The saga continues as Myrna Loy experiences some Jamaican culture in the service industry.
Trip Reports

The Other Side Of Tourism Part 11

Chapter XVIII

IT’S THE CULTURE, NOTHING PERSONAL

The next day, I decided that I would take out my braids. It took me 4 hours to take all the braids out. I found out where a beauty salon was and made an appointment for them to cut and style my hair, to give me a manicure and a pedicure.

I kept my appointment. I was attended to instantly (as there was nobody waiting).
I marvelled at their attentiveness. My feet were placed in a massage bowl immediately with warm suds, and a table was pulled up in front of me with all the utilities for a manicure.

I was told to put my fingers in a little bowl containing creamy water which I did. Just as I did so, a good looking ‘chinee’ woman came into the shop and asked how long it would take to get a manicure.

“Immediately” the owner said.

She instructed the girl who was shaping my nails to attend the Chinee woman. The table was whizzed from in front of me, leaving my dripping fingers suspended in animation. Contemptuous of protocol, the table was then calmly placed in front of the Chinee woman, whose projected butt deserved a good kick.

Once again, I was dumbfounded. My swarthy countenance had again nullified my existence. I should have stood up and walked out but my feet were emersed in water and besides, the massage had a somewhat soothing effect on me. I just sat there mummified acknowledging that this was the culture, nothing personal. I pacified myself — they don’t know better.

Another girl continued, she started filing down my toe-nails with the compassion of a bullfrog! She tittered when I exhibited signs of uneasiness. She was so determined to extract a piece of dead skin lodged beneath my nail that she dug and she wrenched at it until my toe bled. I wanted to push her off but I guess she was just trying to do her job properly. When she finally retrieved it, she showed it to me. I do not know what incensed her to perform a pedicure without any effort to ease my discomfort. She put some iodine on the cut, causing me to flinch — it stung and despite the blood trickling down the side of my big toe, she continued to file down my toe-nails to a flat finish.

After a while, the other girl came back (the one who had been attending to the Chinee) and she finished my pedicure. What a difference! The girl was so gentle. My tension subsided. My toe-nails were painted in a fluorescent orange and I asked for a french manicure also. By the time they had finished with me, I was looking sharp!

The next day, I went to the Pelican as usual, but this time, as a reformed human being. I was treated like a tourist. It was amazing. They didn’t even realize I was the same person. I suspected my anonymity when they brought me a menu instead of telling me what the ‘special’ was. Anyway, because they gave me so much attention, I gave the waiter a JA$20 tip. I was feeling generous!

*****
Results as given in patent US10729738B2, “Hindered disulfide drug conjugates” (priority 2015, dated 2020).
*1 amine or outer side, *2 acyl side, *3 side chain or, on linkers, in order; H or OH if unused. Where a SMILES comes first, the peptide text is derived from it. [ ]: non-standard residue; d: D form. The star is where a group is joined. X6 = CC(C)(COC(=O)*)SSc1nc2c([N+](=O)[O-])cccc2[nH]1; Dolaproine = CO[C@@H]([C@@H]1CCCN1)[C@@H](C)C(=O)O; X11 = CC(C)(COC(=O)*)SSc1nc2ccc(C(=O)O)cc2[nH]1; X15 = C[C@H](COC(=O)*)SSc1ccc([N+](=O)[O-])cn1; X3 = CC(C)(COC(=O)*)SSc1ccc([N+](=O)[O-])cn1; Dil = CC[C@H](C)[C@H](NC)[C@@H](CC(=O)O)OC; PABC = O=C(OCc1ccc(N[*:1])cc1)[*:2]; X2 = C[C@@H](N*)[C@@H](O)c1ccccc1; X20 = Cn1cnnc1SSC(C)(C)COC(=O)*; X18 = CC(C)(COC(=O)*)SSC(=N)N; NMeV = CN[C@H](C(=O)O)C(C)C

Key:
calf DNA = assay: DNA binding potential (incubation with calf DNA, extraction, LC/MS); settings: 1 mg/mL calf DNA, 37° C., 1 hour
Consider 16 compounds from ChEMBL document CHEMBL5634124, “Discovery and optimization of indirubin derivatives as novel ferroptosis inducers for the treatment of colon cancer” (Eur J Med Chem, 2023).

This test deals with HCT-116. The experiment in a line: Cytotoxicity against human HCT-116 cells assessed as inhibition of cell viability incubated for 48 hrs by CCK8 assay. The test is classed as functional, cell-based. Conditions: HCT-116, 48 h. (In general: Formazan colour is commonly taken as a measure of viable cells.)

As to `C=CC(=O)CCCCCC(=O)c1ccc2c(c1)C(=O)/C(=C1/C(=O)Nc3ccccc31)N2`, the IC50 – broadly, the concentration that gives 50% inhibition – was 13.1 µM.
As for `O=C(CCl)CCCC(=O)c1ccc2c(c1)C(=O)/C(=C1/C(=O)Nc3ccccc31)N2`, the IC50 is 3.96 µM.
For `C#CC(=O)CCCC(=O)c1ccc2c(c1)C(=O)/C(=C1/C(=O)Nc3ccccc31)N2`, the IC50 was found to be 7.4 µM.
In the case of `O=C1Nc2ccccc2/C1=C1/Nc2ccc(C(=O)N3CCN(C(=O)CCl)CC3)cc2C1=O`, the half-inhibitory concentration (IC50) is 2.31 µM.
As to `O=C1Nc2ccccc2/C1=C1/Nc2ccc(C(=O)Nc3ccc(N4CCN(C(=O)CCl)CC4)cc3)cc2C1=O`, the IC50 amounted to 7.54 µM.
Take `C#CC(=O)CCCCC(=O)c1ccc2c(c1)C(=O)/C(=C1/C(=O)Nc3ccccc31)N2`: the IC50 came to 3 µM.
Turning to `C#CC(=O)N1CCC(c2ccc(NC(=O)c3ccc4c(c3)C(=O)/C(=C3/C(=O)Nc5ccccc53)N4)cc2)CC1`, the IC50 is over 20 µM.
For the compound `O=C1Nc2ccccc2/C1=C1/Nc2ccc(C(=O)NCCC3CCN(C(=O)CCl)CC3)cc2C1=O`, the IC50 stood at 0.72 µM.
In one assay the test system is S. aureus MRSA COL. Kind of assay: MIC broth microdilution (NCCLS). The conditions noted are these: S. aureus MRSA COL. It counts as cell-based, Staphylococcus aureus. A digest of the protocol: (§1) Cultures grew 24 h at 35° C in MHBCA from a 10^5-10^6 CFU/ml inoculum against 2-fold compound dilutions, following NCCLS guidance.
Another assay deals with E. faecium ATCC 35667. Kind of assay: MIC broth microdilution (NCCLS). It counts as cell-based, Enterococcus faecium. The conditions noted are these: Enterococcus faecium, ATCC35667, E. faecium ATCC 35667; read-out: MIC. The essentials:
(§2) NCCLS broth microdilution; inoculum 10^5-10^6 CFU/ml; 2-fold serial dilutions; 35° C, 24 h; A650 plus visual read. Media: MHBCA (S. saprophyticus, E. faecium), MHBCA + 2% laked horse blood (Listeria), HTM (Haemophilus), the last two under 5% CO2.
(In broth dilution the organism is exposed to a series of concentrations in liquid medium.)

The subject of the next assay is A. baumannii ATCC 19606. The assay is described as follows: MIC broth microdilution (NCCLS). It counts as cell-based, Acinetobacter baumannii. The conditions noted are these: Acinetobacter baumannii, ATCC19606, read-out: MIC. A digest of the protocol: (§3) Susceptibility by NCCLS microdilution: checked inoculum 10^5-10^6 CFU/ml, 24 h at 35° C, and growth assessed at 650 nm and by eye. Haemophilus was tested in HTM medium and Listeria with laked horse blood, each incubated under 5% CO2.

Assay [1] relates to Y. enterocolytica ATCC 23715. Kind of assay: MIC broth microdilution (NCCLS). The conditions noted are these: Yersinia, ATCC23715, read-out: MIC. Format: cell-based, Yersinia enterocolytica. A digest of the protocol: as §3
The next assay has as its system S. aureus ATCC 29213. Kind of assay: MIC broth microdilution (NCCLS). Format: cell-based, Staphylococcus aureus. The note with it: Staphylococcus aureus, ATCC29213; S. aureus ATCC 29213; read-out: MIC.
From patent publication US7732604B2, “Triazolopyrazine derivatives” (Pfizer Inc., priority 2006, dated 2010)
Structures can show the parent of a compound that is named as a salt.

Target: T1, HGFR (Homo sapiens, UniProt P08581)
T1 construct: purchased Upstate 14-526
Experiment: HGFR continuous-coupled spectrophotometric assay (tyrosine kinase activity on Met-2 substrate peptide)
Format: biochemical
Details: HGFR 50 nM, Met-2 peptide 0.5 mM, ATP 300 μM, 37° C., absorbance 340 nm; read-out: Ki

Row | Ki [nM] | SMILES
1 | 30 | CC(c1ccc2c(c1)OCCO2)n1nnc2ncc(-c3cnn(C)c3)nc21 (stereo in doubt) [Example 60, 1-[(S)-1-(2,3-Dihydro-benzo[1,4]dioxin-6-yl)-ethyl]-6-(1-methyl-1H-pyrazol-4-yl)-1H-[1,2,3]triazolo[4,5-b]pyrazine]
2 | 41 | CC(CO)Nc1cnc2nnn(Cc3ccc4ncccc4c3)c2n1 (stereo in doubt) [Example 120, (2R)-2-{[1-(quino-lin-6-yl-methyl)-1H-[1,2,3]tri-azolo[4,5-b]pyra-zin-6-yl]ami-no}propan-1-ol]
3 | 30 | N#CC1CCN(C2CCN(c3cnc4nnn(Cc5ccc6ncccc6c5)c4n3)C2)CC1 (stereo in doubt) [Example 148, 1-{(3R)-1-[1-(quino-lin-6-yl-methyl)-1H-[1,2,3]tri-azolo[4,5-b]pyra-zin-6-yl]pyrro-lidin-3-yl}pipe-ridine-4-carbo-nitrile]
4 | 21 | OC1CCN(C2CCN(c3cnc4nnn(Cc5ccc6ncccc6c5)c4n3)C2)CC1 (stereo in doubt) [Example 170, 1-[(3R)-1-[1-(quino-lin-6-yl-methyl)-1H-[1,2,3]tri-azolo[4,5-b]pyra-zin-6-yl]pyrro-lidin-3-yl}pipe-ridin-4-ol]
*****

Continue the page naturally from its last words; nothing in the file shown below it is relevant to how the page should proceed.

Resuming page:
I decided to visit a different beach (I found a beach that was only JA$5 to get in).

I spread my towel out and proceeded to lay down. I heard some voices:

“I have several gal you know but only one woman.”

Then came the irritating hissing sound:

“Psst… psst” (someone was trying to capture my attention).

“Excuse me, miss”

‘Not, again..” I thought.

I looked up and saw someone smiling. He looked O.K. from a distance but I couldn’t see his face properly because I didn’t have my contact lenses in. All I knew was that the voice came from amongst four men sitting on the life-guard stand and I could only assume that it was the one ‘skinning im teet’ (as my mother would say).

“Do you mind if I come over and sit next to you?” I remembered the voice:

“Aren’t you the one that just said that you have plenty of gal but only one woman? I do not want to be added to your harem, thank you!”

There was a jeer from the men. I had obviously shamed him.

“No, no… it wasn’t me… well, yes, it was me, but it’s man talk.. I only have one woman.”

“Oh, you only have one woman? And now you want to make it two?” I ridiculed.

“I would like to talk to you, if I may?” he asked interrupting the sentence.

I noticed that his diction was pleasantly precise and the inflexion in his tone well-placed. He came over and stood next to me. He was attractive by comparison, clean-shaven. His shoes (I had to look at his shoes) passed the test — they were polished to a distinct sheen. His black trousers had a razor sharp seam. Hmmmm I thought, not bad.

“May I talk to you for a few minutes before I go on duty?”

“On duty?”

“I’m a police officer.. I am not on duty now.. but I will be in a few minutes.”

(“No wonder he’s so sharp!” I thought).

“Yes, by all means, do…” I said moving over so he could share my towel.

A police officer? My mother had warned me about them. She told me they were promiscuous and that they would break your heart. I had never met a police officer before, apart from my father and my brothers and even then, by the time I met them they were no longer in the police force. My father was the reason my mother hated policemen and it was from her experience this warning stemmed. I was on holiday, a policeman or any other man for that matter would not have the opportunity to break my heart.. besides I only had three days left.. more the pity!

I was relieved to speak to an articulate native — to be attracted to someone intelligent. We spoke for a while, exchanged numbers and before he left to go on duty, he asked if he could bring me some ice-cream later.

Sonia called me that evening and I told her about the event of the day. I was very excited. (Sonia and I had the same father but had different mothers). We arranged to see each other.

See Part 12….

About the author

Myrna Loy